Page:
The call had seemed simple enough.

“Mrs. Wolff?”

“Yes,” I replied.

“It’s your daughter’s counselor from camp. Everything’s really all right, it’s just that she hurt her pinky during a ball game.”

“Oh, her pinky?” I replied. “That doesn’t sound too terrible.”

“Well, we’ll be back in the city late tonight and maybe you’d like your doctor to look at it tomorrow.”

I spoke to my daughter and reassured her that it’ll all be okay and taken care of in the morning.

We had a 10 a.m. appointment with a local orthopedist who examined her pinky. He held the x-ray up to the light and then looked at her pinky again. “This pinky is both fractured and displaced,” he said with concern. “If I’m going to push it back into place here, your daughter’s going to be in incredible pain.”

My daughter’s eyes opened wide.

“I would suggest that you go immediately to the hospital. I’ll call ahead to the emergency room. You need strong pain killers and only an anesthesiologist can help you with that. This needs to be done ASAP.”

My heart began to pound. No one enjoys going to the hospital. Besides, it was Friday morning and I had not finished my Shabbos preparations thinking that this would be a quick office visit.

After registering in the E.R., we were given a room. Residents came in and looked at the x-rays while asking a lot of questions. The clock was ticking but no doctor came in to set my child’s finger back into place.

I heard a loud discussion outside the room.

“Are you kidding? Did anyone ask the mother what they’re doing here? There’s no way I’m doing this. Let’s say they decide to sue me ten years from now. They belong in an orthopedist’s office. Send the kid to an orthopedist. Send them home.”

Was this commotion about us? Was this doctor on call serious? Send ‘the kid’ to an orthopedist? Isn’t this why we came from the orthopedist -- to get help in the hospital?

The E.R. doctor walked in.

"Can you tell me what you’re doing here?” he asked briskly.

I told him the whole story, how my daughter both fractured and dislocated her finger.

“No. Not the story. Why are you here? Why didn’t your orthopedist take care of this?”

I explained to him about the pain medication that my daughter would need in order to have the procedure done.

When did he go from caring doctor to insensitive human being acting with callous indifference?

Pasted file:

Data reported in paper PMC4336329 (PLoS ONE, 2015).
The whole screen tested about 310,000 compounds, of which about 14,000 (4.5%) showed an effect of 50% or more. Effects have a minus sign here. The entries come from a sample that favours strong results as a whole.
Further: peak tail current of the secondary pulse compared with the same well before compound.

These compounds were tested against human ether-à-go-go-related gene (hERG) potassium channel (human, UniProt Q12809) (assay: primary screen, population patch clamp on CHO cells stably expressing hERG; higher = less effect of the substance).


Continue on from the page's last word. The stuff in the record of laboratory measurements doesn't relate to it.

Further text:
He looked at us with annoyance and walked out of the room. The loud discussion continued at the nurses’ station. A resident approached me and said that an appointment was made for me to see an orthopedist Monday morning.

I was floored. “Isn't there one doctor in this whole hospital who can help us? We cannot wait till Monday, that’s why we’re here! Please help us.”

Finally, late in the afternoon a doctor was located who was able to help us. The procedure was very painful, involving many shots and forcibly pushing the fractured finger back into place.

As we drove home, I watched my daughter fall into a much needed sleep. I was left with a feeling of gratitude to God for allowing us to go home peacefully just in time for Shabbos. But a deep disappointment was also gnawing within me.

Here was a doctor who at one time must have wanted to help humankind as his calling in life. He took an oath that this would be his noble mission. There must have been a point that he had been filled with idealism, empathy, even a passion for his profession.

What happened? When did he lose his way? When did he go from caring doctor to insensitive human being acting with callous indifference?

I realized that this must be a question for us all as we approach Yom Kippur and reflect upon our lives.

Husbands and wives, did we not stand under the chuppah canopy filled with love and a desire to build a home that would endure through our endless dedication to each other?

Did we not give of ourselves because we wanted to give instead of asking what have you done for me lately?

Fathers and mothers, can we recall the very first time we held our child in our arms? Weren’t we overcome with wonder at the miracle of life? Weren’t we filled with an overwhelming desire to protect, to nurture, to guide and to love this little soul?

When did we replace passion and joy with indifference?

How did we get here? How did we lose our way?

And what about the way we are living our lives as Jews?

When did we replace passion and joy with indifference?

Remember the very first time you ever kindled the light of Shabbos, prayed from a siddur with your heart, or studied Torah and felt your soul dance?

Do you recall the excitement, the idealism, the sense of purpose and mission?

When we first set out to journey in our professions, our family life, or on our spiritual travels we lived with noble vision. We were committed.

There is a beautiful private prayer that is said on the eve of Yom Kippur:

Master of all worlds, Father of mercy and forgiveness…You created in me a mind and heart to conceive good thoughts and noble aspirations…You created me with eyes and the faculty of vision which should be sanctified by the sight of holiness…ears to hear words of Torah…a mouth with the ability to articulate goodness…but I have spoken gossip, lies, shamed people...

It is known before You, there is no man so wholly righteous on earth that always does good so in Your mercy You gave us one great and holy day to provide atonement for all our iniquities and purify us from all our errors…”

As we approach the holiest day of the Jewish year, let us reflect upon who we have become.

The answer must come from deep within the crevices of our hearts. If we can remember our original dreams and promises, we can contemplate who we want to strive to be.

And if we have gone off course, today is the day to begin the journey back home.